A large space rock is going to come fairly close to Earth later tonight. Fortunately, it's not going to hit Earth, something astronomers are sure of thanks in part to a new tool NASA is developing for detecting potentially dangerous asteroids.
NPR reported that the tool is a computer program called Scout, and it's being tested at NASA Jet Propulsion Laboratory in Pasadena, California.
The report states that Scout is constantly scanning data from telescopes to see if there are any reports of collision. If it finds one, it makes a quick calculation of whether Earth is at risk, and instructs other telescopes to make follow-up observations to see if any risk is real.
NASA pays for several telescopes around the planet to scan the skies on a nightly basis, looking for these objects. "The NASA surveys are finding something like at least five asteroids every night," says astronomer Paul Chodas of JPL.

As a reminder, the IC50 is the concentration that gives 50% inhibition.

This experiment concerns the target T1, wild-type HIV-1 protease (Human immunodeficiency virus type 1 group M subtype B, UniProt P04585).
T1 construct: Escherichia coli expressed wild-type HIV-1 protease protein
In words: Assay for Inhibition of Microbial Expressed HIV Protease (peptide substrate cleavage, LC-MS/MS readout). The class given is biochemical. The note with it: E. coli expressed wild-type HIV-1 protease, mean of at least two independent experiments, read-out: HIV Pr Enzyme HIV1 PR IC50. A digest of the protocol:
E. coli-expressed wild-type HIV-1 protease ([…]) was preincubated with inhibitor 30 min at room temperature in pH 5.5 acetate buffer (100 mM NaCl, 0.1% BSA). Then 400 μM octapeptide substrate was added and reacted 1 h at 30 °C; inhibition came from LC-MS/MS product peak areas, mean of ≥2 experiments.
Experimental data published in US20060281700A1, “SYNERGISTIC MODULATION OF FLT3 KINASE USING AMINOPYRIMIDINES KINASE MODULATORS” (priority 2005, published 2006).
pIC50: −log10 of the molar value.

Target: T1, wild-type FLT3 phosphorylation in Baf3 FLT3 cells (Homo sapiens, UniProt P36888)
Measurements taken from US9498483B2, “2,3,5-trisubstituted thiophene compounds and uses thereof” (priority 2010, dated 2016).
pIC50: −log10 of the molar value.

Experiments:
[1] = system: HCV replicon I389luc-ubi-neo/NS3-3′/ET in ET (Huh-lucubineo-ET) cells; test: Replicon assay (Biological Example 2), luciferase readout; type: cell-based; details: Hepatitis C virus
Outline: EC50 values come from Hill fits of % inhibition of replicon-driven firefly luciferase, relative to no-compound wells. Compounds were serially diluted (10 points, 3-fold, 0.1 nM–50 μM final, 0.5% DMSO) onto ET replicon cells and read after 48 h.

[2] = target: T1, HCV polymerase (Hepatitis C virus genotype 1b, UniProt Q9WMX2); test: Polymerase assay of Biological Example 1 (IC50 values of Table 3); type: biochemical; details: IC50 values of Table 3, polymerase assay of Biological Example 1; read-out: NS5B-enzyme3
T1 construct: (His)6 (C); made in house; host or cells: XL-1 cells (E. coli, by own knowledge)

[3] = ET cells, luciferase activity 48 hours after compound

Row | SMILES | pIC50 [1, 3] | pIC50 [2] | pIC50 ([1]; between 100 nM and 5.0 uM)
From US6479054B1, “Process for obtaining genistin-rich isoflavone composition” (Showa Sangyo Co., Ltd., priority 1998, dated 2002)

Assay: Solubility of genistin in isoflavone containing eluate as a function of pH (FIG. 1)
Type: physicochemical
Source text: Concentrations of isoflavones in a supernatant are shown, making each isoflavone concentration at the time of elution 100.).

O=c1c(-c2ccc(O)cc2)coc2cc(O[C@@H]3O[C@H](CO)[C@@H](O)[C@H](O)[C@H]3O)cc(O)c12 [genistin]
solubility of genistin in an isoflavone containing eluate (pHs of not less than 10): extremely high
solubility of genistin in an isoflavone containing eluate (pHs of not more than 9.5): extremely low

But then the trick is to figure out which new objects might hit Earth.
"When a telescope first finds a moving object, all you know is it's just a dot, moving on the sky," says Chodas.
"You have no information about how far away it is. The more telescopes you get pointed at an object, the more data you get, and the more you're sure you are how big it is and which way it's headed. But sometimes you don't have a lot of time to make those observations.
"Objects can come close to the Earth shortly after discovery, sometimes one day, two days, even hours in some cases," says JPL's Davide Farnocchia. "The main goal of Scout is to speed up the confirmation process."